#illinois

A deadly problem: should we ban SUVs from our cities?

Activists, including one wearing a Angela Merkel mask, outside the Frankfurt International Auto, holding signs reading ‘gas guzzling vehicles off the road’ and ‘Stop petrol and diesel’.

More junk journalism from The Guardian. Why can’t the paper make sensible commentary on the auto industry? Essentially it pushes a narrative that we should ban SUVs, a long term growth market for automakers because they advertise the segment too much. Shame on trying to act in the interests of shareholders. The article encourages the movement to push for a ban of SUVs in cities. Why? The socialisation of transport!

The article makes the early assertion that passengers are 11% more likely to die in an SUV accident than a regular passenger car. Unfortunately, it cited an article written 15 years ago. In that time, SUVs have evolved leaps and bounds. A far greater proportion of SUVs are made using a monocoque chassis as opposed to the old ladder frames. Even those SUVs with ladder chassis hold 5-star safety NHTSA ratings in 2019:

2019 Jeep Grand Cherokee – 5 star (ladder) vs 2004 Jeep Grand Cherokee – 3 star

2019 Ford Expedition – 5 star (ladder) – 2004 Ford Expedition – 5 star

2019 GMC Acadia – 5 star (ladder) – 2007 GMC Acadia – 4 star

2019 Toyota RAV4 – 5 star (monocoque) – 2004 Toyota RAV4 – 4 star

2019 Mazda CX-9 – 5 star (monocoque) – 2007 Mazda CX-9 – 4 star.

Some may recall in the early 2000s when the Ford Explorer/Firestone tyre rollover incident killed 261 people. Since then, carmakers have installed so many safety items – passive and active. Automatic braking, lane departure detection, forward collision warning, electronic brakeforce distribution (which prevents rollovers). SUVs are safer than ever, including pedestrian facing features.

Never mind the huge leap in safety. Let’s shame the automakers and buyers instead.

The Guardian noted, “In Germany, in 2018 they spent more on marketing SUVs than on any other segment; they actually spent as much as they spent on other segments together” says Stephan von Dassel, the district mayor of Berlin-Mitte. “This is not some accident that people suddenly are really into these cars, they are heavily pushed into the market.”

Wow, so carmakers actually made a sensible advertising budget allocations and convinced new buyers to voluntarily select their SUVs. Those wicked capitalists. They should be burnt at the stake for being in touch with their customers. Perhaps politicians could learn from the carmakers about being in touch with their constituents?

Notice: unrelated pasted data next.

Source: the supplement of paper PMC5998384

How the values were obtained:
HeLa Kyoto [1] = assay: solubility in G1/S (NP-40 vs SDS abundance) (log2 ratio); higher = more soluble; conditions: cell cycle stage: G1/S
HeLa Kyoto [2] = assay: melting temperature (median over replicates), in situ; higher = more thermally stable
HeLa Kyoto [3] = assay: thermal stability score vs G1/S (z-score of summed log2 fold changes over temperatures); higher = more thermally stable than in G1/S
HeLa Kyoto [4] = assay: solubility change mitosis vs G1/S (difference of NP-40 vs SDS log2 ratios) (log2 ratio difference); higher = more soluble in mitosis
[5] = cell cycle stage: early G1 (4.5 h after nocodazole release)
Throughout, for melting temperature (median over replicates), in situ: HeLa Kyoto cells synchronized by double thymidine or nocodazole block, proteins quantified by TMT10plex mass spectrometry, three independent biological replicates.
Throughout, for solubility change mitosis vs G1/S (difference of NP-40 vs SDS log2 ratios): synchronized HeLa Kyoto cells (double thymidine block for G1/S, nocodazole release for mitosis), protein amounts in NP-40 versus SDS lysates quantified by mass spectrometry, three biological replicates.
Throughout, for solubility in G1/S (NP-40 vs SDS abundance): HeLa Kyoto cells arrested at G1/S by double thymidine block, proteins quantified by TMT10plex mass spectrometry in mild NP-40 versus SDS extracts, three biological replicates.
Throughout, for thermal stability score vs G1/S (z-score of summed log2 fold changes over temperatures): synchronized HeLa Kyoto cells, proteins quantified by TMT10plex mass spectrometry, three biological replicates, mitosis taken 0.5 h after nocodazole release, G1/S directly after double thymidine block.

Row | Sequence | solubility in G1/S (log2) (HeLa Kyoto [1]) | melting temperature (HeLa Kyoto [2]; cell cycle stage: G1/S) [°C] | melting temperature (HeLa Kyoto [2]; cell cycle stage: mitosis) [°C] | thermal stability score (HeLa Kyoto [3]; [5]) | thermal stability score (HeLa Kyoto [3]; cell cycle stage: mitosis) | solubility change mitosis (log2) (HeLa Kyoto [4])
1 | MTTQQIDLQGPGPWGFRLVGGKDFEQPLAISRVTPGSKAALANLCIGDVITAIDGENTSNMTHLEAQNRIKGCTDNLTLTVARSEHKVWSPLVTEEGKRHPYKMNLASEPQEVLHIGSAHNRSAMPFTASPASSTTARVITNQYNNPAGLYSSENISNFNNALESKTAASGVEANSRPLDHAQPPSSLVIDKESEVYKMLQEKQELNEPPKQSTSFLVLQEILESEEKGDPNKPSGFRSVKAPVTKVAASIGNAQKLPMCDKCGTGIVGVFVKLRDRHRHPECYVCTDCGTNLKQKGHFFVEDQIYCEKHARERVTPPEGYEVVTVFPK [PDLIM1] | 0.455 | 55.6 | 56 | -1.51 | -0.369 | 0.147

The Guardian then noted the following,

In Europe, sales of SUVs leapt from 7% of the market in 2009 to 36% in 2018. They are forecast to reach nearly 40% by 2021. While pedestrian deaths are falling across Europe, they are not falling as fast as deaths of those using other modes of transport.

So even though the sales of these vehicles have skyrocketed, pedestrian deaths are falling. Reading the paper published by the Insurance Institute for Highway Safety, stated

“A total of 5,987 pedestrians were killed in crashes in 2016, accounting for 16 percent of all crash fatalities. The number of pedestrians killed each year has declined 20 percent since 1975…”

Surprisingly, The Guardian waits till the end to point the finger at the pet issue facing SUVs – emissions.

“Transport, primarily road transport, is responsible for 27% of Europe’s carbon emissions. A decade ago the EU passed a law with a target to reduce carbon emissions to 95g/km by 2021 but a recent report by campaign organisation Transport and Environment highlights what is calls it “pitiful progress”. “Sixteen months from before the target comes into force carmakers are less than halfway towards their goals,” the report adds. The car industry faces hefty fines in Europe of €34bn in a few months for failing to meet emissions targets.”

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How is it that diesel engines, the increasingly preferred powerplant in SUVs, have had emissions cut 97% over the last 25 years? That is monumental progress.